Gian Luca Mignogna, the lawyer who started – and continues to work on – the case to properly assign Lazio the 1915 Scudetto, has announced that he has submitted additional supporting evidence to the ‘Federazione Italiana Giuoco Calcio’ (FIGC). Below, the four official documents that were formalized and filed with the ‘Italian Football Federation‘.
(1) ‘FIGC Official Yearbook of 1926/27’: Page 36
On page 36 of the ‘FIGC Official Yearbook of 1926/1927‘ (published in 1928), it is unequivocally explicit in stating that the Rossoblu were made the Northern Italian Champion in the 1914/1915 season, but not the National Italian Champion of that same season. The above image states, in verbatim, that “the final round was played by Torino, Inter, Milan, and Genoa, but, with the outbreak of the war with Austria, the last few matches were suspended; the award was attributed to Genoa after the war.”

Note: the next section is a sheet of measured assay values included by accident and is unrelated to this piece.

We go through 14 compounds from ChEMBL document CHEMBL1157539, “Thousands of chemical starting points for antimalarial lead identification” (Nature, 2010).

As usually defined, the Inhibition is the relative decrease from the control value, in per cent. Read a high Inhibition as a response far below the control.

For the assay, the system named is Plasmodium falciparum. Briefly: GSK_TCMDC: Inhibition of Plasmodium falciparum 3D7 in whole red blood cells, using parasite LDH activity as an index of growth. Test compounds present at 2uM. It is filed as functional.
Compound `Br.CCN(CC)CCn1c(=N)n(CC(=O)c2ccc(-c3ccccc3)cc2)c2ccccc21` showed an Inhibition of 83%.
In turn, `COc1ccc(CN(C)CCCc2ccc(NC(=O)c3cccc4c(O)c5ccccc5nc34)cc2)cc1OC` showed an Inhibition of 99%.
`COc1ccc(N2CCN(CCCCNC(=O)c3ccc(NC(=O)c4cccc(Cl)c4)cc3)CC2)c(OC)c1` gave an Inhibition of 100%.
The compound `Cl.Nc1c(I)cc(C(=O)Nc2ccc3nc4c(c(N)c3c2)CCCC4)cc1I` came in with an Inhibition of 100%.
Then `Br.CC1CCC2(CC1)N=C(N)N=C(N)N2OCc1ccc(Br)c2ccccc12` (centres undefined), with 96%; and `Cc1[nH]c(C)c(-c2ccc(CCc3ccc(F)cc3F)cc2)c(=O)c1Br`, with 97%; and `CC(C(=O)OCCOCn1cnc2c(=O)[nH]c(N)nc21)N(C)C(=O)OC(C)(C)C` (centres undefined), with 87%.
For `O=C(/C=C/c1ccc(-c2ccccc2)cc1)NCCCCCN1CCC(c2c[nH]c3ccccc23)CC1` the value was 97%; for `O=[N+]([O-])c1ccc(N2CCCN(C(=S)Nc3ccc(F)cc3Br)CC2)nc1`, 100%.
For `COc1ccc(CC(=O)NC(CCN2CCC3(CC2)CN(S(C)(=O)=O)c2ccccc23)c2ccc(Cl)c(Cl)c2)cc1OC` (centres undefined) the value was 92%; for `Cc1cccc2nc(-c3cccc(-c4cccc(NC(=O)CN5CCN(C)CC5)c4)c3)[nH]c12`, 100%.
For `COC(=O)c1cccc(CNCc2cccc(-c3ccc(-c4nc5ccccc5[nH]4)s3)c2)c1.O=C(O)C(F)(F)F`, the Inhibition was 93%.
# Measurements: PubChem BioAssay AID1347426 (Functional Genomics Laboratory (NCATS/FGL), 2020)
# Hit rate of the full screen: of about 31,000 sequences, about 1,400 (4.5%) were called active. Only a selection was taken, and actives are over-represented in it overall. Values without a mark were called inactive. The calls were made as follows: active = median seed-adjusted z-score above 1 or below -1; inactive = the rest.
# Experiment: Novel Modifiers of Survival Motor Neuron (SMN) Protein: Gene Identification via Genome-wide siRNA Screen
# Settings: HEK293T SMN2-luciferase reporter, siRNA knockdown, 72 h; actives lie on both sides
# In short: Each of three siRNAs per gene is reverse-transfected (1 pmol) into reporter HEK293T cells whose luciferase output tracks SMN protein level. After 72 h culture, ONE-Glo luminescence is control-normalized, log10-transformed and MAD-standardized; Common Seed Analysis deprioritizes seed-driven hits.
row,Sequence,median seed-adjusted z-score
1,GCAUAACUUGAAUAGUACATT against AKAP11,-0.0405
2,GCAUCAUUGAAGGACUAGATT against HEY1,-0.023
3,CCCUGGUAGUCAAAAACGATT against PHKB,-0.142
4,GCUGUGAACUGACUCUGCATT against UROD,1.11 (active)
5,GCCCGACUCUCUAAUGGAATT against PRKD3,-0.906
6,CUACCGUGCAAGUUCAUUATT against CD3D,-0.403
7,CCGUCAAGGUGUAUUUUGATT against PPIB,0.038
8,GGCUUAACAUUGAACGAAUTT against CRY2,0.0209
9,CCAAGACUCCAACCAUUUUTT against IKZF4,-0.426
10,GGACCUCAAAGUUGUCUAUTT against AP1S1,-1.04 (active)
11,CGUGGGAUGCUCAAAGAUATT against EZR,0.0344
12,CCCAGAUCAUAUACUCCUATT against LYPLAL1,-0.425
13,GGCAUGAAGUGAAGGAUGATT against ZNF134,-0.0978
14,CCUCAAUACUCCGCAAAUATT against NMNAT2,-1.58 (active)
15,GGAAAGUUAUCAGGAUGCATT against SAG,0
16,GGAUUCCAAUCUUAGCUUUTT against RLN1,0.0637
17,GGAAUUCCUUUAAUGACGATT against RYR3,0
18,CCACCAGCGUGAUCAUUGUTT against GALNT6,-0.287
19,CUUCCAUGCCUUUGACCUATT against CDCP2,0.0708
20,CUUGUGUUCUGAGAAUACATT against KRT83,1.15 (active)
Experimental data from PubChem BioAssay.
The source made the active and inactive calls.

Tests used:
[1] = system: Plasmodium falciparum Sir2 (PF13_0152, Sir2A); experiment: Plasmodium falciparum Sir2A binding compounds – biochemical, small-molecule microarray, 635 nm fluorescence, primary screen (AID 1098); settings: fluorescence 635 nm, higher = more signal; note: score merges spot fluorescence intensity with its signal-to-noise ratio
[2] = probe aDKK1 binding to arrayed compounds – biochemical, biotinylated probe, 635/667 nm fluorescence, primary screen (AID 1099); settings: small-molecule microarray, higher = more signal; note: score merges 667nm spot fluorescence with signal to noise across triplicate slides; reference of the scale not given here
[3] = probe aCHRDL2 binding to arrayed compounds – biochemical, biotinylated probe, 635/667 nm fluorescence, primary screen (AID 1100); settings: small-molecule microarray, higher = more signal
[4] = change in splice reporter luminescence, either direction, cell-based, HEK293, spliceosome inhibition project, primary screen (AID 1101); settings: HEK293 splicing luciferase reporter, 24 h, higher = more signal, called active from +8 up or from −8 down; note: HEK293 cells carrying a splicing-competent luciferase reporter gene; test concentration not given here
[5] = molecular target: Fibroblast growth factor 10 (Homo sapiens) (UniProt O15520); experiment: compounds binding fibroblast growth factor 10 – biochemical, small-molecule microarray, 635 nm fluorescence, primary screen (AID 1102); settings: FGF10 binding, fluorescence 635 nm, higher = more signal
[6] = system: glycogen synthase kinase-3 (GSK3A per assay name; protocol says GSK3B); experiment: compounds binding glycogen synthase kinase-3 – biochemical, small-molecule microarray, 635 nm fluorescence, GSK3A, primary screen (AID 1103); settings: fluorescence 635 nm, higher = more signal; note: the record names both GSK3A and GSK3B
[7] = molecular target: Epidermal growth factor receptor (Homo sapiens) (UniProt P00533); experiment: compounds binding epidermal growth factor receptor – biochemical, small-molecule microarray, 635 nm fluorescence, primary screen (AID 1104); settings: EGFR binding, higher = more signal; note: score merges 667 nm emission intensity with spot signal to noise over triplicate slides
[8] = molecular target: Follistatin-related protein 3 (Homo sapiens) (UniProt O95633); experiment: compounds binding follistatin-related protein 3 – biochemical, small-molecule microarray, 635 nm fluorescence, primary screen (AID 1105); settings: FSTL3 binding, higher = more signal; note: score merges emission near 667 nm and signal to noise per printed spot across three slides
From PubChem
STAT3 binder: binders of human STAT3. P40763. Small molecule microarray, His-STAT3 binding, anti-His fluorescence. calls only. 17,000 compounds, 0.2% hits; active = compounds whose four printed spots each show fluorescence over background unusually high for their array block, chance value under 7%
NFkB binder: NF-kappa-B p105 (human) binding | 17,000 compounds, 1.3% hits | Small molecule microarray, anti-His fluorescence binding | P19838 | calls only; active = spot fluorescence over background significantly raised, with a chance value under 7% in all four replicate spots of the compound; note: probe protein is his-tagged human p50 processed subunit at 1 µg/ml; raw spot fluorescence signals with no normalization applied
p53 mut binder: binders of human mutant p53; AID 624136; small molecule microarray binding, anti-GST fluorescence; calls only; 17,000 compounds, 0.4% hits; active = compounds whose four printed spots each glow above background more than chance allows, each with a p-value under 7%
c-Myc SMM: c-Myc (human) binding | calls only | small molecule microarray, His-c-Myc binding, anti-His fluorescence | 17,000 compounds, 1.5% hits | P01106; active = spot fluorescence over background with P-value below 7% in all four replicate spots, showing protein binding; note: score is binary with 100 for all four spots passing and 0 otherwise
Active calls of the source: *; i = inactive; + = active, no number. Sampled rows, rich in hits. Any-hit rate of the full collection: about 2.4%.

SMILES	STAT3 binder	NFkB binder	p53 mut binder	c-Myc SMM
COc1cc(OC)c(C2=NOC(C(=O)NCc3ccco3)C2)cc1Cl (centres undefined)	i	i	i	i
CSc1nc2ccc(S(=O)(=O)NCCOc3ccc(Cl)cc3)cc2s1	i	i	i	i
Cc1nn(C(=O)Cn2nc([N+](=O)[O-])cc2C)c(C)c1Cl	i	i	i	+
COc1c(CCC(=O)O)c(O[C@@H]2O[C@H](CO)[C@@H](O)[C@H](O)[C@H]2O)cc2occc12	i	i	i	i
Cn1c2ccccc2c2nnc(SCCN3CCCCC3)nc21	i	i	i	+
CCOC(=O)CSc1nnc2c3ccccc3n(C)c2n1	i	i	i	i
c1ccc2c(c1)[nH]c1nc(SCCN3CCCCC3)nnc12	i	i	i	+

(2) ‘FIGC Official Yearbook of 1926/27’: Page 63
On page 63, in the ‘Albo d’Oro’ (Hall of Fame) section in the book, it clearly states that the 1914/15 Season is ‘suspended’. This clarifies that what is specified on page 36 – regarding Genoa – could only be referring to the final phase of the Northern Italian Championship.
(3) ‘Il Mattino’: May 24th-25th, 1915
In the May 24th-25th, 1915 edition of ‘Il Mattino’ – an Italian daily newspaper published in Napoli, Italy – it is clearly stated that the Naples Foot-Ball Club-Internazionale Napoli match was solely a friendly, with the referee being Attilio Bruschini of Naples Foot-Ball Club. This is because the FIGC had already ordered the suspension of the league.
(4) ‘L’Italia Sportiva’: June 18th, 1920
In the June 18th, 1920 edition of ‘L’Italia Sportiva’ – the former ‘Official Newspaper of the FIGC’ – it states in black and white that Lazio was the Central-Southern Champion of the 1914/15 season.